Can We Run Government Like a Business

The Economist has an interesting take in its Schumpeter blog from not-too-long-ago about the appropriateness of managing government like managing a business. The British newsweekly has never hidden its political views, and nobody would accuse it of being anything to the left of a Tory-leaning Liberal-Democrat. One might expect it to take a bullish attitude toward making government more businesslike.

But after examining some ideas, the paper comes to an interesting conclusion: interesting idea, but don’t take it too far:

There is much to quarrel with in the growing movement to learn from the private sector. Businesspeople tend to forget that government always involves the clash of visions and interests. The government of people can never be reduced to the administration of things. Businesspeople also forget that they are an interest group like any other. But it is nevertheless right to involve as many different voices as possible in the discussion. Governments have no choice but to rethink their core operations in the light of tectonic technological changes and escalating social pressures. They need all the help they can get.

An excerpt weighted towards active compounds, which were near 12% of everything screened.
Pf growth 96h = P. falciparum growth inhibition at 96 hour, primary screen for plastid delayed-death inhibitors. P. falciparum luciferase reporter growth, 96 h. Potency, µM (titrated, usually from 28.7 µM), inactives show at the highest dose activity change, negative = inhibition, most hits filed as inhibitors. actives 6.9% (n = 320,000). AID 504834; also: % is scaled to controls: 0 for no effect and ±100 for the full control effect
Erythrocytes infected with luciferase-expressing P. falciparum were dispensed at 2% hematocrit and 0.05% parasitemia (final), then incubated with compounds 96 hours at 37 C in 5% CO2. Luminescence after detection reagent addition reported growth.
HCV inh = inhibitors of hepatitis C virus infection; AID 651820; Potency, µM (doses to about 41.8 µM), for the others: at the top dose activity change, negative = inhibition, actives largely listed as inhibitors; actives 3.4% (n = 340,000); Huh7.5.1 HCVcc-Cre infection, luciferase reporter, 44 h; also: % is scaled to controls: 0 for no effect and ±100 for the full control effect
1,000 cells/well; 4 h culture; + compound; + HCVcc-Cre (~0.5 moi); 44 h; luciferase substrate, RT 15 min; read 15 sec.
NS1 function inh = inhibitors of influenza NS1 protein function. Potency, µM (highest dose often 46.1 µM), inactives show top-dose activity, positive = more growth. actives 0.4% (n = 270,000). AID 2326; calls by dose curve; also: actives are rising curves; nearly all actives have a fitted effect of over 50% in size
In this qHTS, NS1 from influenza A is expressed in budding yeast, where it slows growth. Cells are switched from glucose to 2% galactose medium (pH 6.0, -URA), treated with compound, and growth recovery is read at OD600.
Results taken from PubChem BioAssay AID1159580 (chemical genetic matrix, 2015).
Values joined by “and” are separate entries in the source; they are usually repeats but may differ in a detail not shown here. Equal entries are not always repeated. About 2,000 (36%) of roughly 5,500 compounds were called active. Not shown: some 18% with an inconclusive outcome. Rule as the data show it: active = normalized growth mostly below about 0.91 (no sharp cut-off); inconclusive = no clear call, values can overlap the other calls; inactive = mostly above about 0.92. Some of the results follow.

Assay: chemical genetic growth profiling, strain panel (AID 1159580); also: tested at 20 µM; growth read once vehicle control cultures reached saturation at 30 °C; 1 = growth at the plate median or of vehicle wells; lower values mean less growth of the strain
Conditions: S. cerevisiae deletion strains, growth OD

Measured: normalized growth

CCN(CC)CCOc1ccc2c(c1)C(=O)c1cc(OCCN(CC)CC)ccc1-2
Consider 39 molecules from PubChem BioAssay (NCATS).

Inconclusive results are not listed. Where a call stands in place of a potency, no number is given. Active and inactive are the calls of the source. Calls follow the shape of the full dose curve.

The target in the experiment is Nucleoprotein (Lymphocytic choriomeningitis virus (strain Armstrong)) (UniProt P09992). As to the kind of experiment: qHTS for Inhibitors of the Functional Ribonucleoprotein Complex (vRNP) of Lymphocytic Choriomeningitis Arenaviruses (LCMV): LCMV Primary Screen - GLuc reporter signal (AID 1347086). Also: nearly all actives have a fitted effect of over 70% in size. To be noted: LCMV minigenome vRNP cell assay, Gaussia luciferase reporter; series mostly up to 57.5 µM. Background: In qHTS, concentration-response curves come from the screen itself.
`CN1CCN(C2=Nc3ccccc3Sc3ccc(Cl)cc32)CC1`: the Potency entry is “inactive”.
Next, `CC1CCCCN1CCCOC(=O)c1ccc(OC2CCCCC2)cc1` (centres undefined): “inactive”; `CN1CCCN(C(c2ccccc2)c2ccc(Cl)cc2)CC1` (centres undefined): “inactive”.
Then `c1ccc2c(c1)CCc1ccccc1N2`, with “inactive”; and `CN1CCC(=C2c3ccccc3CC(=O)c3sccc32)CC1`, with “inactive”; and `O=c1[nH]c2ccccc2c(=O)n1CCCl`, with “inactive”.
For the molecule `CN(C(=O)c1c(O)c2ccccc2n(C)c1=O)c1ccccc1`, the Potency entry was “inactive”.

Which is the point. We shouldn’t shy away from good ideas that come from business just because they were birthed in the commercial realm, but we should not give them credence in the government context merely because they succeeded in business.

Terrorists to the Front of the Classroom

I have no problem with Ms. Boudin espousing her political views, no matter how misguided they may be. My issue is with placing a convicted murderer and terrorist in a classroom teaching our children. When we do that, we become no better than the extremists who teach in the Hamas terror camps.

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